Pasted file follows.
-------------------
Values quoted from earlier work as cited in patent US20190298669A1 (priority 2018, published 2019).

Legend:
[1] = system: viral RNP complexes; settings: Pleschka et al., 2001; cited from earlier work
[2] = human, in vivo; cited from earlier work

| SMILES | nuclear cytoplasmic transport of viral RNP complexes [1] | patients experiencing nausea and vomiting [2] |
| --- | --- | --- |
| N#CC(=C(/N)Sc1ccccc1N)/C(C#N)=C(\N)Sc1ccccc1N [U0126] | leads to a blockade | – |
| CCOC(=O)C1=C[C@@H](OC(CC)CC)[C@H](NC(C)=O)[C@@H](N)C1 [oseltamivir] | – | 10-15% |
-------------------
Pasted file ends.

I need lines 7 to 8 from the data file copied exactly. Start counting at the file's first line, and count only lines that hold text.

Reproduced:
| N#CC(=C(/N)Sc1ccccc1N)/C(C#N)=C(\N)Sc1ccccc1N [U0126] | leads to a blockade | – |
| CCOC(=O)C1=C[C@@H](OC(CC)CC)[C@H](NC(C)=O)[C@@H](N)C1 [oseltamivir] | – | 10-15% |